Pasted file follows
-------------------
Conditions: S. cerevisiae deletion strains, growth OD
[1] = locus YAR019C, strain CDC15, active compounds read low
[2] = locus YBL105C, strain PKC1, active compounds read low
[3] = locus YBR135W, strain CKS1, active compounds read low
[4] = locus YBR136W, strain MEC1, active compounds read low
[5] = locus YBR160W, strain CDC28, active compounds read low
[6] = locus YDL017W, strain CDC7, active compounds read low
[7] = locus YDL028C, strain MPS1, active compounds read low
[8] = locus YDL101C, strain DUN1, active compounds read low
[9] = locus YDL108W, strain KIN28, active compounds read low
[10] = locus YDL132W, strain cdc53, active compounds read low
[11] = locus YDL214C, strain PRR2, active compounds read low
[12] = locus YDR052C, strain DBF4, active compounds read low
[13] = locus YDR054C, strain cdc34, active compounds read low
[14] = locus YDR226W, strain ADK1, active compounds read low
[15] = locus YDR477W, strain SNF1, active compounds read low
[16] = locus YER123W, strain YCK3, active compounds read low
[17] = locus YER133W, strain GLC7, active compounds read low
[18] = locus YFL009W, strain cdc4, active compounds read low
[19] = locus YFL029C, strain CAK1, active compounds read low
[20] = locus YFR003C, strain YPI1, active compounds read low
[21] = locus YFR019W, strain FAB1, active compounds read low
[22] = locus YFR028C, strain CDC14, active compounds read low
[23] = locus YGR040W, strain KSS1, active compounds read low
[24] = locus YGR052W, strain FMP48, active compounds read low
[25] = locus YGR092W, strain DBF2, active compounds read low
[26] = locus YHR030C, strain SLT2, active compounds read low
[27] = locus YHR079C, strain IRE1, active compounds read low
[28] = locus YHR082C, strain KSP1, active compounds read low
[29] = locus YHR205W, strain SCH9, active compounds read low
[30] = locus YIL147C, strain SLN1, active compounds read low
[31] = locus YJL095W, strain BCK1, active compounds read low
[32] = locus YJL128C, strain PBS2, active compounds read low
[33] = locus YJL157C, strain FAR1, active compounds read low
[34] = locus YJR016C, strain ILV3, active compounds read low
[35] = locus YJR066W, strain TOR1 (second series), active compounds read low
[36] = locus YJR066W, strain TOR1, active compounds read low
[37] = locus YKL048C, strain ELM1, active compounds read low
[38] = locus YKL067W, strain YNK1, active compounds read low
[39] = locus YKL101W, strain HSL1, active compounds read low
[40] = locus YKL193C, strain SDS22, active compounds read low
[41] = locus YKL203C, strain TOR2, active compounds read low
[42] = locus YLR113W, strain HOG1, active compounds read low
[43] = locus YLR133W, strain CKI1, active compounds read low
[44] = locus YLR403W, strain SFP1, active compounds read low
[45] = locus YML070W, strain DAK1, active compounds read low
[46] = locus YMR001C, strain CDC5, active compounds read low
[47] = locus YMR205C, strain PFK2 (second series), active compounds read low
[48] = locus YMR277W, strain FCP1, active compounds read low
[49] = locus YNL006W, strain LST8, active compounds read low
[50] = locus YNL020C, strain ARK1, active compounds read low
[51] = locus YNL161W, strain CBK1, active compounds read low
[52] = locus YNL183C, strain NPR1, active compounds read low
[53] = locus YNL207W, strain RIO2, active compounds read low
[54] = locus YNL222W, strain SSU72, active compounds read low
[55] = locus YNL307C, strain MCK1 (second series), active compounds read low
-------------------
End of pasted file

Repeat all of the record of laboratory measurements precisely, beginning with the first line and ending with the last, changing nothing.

Conditions: S. cerevisiae deletion strains, growth OD
[1] = locus YAR019C, strain CDC15, active compounds read low
[2] = locus YBL105C, strain PKC1, active compounds read low
[3] = locus YBR135W, strain CKS1, active compounds read low
[4] = locus YBR136W, strain MEC1, active compounds read low
[5] = locus YBR160W, strain CDC28, active compounds read low
[6] = locus YDL017W, strain CDC7, active compounds read low
[7] = locus YDL028C, strain MPS1, active compounds read low
[8] = locus YDL101C, strain DUN1, active compounds read low
[9] = locus YDL108W, strain KIN28, active compounds read low
[10] = locus YDL132W, strain cdc53, active compounds read low
[11] = locus YDL214C, strain PRR2, active compounds read low
[12] = locus YDR052C, strain DBF4, active compounds read low
[13] = locus YDR054C, strain cdc34, active compounds read low
[14] = locus YDR226W, strain ADK1, active compounds read low
[15] = locus YDR477W, strain SNF1, active compounds read low
[16] = locus YER123W, strain YCK3, active compounds read low
[17] = locus YER133W, strain GLC7, active compounds read low
[18] = locus YFL009W, strain cdc4, active compounds read low
[19] = locus YFL029C, strain CAK1, active compounds read low
[20] = locus YFR003C, strain YPI1, active compounds read low
[21] = locus YFR019W, strain FAB1, active compounds read low
[22] = locus YFR028C, strain CDC14, active compounds read low
[23] = locus YGR040W, strain KSS1, active compounds read low
[24] = locus YGR052W, strain FMP48, active compounds read low
[25] = locus YGR092W, strain DBF2, active compounds read low
[26] = locus YHR030C, strain SLT2, active compounds read low
[27] = locus YHR079C, strain IRE1, active compounds read low
[28] = locus YHR082C, strain KSP1, active compounds read low
[29] = locus YHR205W, strain SCH9, active compounds read low
[30] = locus YIL147C, strain SLN1, active compounds read low
[31] = locus YJL095W, strain BCK1, active compounds read low
[32] = locus YJL128C, strain PBS2, active compounds read low
[33] = locus YJL157C, strain FAR1, active compounds read low
[34] = locus YJR016C, strain ILV3, active compounds read low
[35] = locus YJR066W, strain TOR1 (second series), active compounds read low
[36] = locus YJR066W, strain TOR1, active compounds read low
[37] = locus YKL048C, strain ELM1, active compounds read low
[38] = locus YKL067W, strain YNK1, active compounds read low
[39] = locus YKL101W, strain HSL1, active compounds read low
[40] = locus YKL193C, strain SDS22, active compounds read low
[41] = locus YKL203C, strain TOR2, active compounds read low
[42] = locus YLR113W, strain HOG1, active compounds read low
[43] = locus YLR133W, strain CKI1, active compounds read low
[44] = locus YLR403W, strain SFP1, active compounds read low
[45] = locus YML070W, strain DAK1, active compounds read low
[46] = locus YMR001C, strain CDC5, active compounds read low
[47] = locus YMR205C, strain PFK2 (second series), active compounds read low
[48] = locus YMR277W, strain FCP1, active compounds read low
[49] = locus YNL006W, strain LST8, active compounds read low
[50] = locus YNL020C, strain ARK1, active compounds read low
[51] = locus YNL161W, strain CBK1, active compounds read low
[52] = locus YNL183C, strain NPR1, active compounds read low
[53] = locus YNL207W, strain RIO2, active compounds read low
[54] = locus YNL222W, strain SSU72, active compounds read low
[55] = locus YNL307C, strain MCK1 (second series), active compounds read low